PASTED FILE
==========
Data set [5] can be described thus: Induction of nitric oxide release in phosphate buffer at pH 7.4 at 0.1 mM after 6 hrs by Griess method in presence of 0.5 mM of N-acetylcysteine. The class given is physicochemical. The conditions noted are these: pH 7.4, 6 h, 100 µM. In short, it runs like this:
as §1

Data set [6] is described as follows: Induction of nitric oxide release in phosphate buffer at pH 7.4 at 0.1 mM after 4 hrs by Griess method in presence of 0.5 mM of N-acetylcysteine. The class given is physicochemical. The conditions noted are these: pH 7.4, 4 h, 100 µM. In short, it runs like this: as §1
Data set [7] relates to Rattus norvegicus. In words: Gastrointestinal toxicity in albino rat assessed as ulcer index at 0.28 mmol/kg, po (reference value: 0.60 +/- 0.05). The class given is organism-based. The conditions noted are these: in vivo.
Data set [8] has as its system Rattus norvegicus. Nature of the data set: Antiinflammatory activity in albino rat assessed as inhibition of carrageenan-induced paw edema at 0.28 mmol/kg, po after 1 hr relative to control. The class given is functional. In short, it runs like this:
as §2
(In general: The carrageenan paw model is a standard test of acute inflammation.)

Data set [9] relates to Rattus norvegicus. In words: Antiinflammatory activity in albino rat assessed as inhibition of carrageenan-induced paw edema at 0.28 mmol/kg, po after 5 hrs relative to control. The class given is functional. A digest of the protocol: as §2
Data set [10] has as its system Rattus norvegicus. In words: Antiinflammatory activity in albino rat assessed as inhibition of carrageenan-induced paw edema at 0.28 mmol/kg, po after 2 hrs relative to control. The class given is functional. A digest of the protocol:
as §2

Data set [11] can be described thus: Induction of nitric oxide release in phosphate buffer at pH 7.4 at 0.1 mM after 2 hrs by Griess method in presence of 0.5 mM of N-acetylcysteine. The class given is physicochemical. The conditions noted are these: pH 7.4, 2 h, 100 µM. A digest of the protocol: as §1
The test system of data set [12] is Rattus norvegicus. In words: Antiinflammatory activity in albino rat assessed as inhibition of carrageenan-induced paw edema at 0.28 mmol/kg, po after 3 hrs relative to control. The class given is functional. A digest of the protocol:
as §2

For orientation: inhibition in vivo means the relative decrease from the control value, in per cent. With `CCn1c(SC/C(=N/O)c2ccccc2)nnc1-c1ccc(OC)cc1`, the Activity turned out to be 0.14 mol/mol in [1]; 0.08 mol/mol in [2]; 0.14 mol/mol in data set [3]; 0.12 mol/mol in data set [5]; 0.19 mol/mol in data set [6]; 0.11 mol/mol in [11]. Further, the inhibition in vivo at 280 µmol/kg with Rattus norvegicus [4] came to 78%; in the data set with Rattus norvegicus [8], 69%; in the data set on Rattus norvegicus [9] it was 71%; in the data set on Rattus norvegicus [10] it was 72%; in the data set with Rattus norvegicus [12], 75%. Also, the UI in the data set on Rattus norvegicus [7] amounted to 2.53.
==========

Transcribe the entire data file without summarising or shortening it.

Data set [5] can be described thus: Induction of nitric oxide release in phosphate buffer at pH 7.4 at 0.1 mM after 6 hrs by Griess method in presence of 0.5 mM of N-acetylcysteine. The class given is physicochemical. The conditions noted are these: pH 7.4, 6 h, 100 µM. In short, it runs like this:
as §1

Data set [6] is described as follows: Induction of nitric oxide release in phosphate buffer at pH 7.4 at 0.1 mM after 4 hrs by Griess method in presence of 0.5 mM of N-acetylcysteine. The class given is physicochemical. The conditions noted are these: pH 7.4, 4 h, 100 µM. In short, it runs like this: as §1
Data set [7] relates to Rattus norvegicus. In words: Gastrointestinal toxicity in albino rat assessed as ulcer index at 0.28 mmol/kg, po (reference value: 0.60 +/- 0.05). The class given is organism-based. The conditions noted are these: in vivo.
Data set [8] has as its system Rattus norvegicus. Nature of the data set: Antiinflammatory activity in albino rat assessed as inhibition of carrageenan-induced paw edema at 0.28 mmol/kg, po after 1 hr relative to control. The class given is functional. In short, it runs like this:
as §2
(In general: The carrageenan paw model is a standard test of acute inflammation.)

Data set [9] relates to Rattus norvegicus. In words: Antiinflammatory activity in albino rat assessed as inhibition of carrageenan-induced paw edema at 0.28 mmol/kg, po after 5 hrs relative to control. The class given is functional. A digest of the protocol: as §2
Data set [10] has as its system Rattus norvegicus. In words: Antiinflammatory activity in albino rat assessed as inhibition of carrageenan-induced paw edema at 0.28 mmol/kg, po after 2 hrs relative to control. The class given is functional. A digest of the protocol:
as §2

Data set [11] can be described thus: Induction of nitric oxide release in phosphate buffer at pH 7.4 at 0.1 mM after 2 hrs by Griess method in presence of 0.5 mM of N-acetylcysteine. The class given is physicochemical. The conditions noted are these: pH 7.4, 2 h, 100 µM. A digest of the protocol: as §1
The test system of data set [12] is Rattus norvegicus. In words: Antiinflammatory activity in albino rat assessed as inhibition of carrageenan-induced paw edema at 0.28 mmol/kg, po after 3 hrs relative to control. The class given is functional. A digest of the protocol:
as §2

For orientation: inhibition in vivo means the relative decrease from the control value, in per cent. With `CCn1c(SC/C(=N/O)c2ccccc2)nnc1-c1ccc(OC)cc1`, the Activity turned out to be 0.14 mol/mol in [1]; 0.08 mol/mol in [2]; 0.14 mol/mol in data set [3]; 0.12 mol/mol in data set [5]; 0.19 mol/mol in data set [6]; 0.11 mol/mol in [11]. Further, the inhibition in vivo at 280 µmol/kg with Rattus norvegicus [4] came to 78%; in the data set with Rattus norvegicus [8], 69%; in the data set on Rattus norvegicus [9] it was 71%; in the data set on Rattus norvegicus [10] it was 72%; in the data set with Rattus norvegicus [12], 75%. Also, the UI in the data set on Rattus norvegicus [7] amounted to 2.53.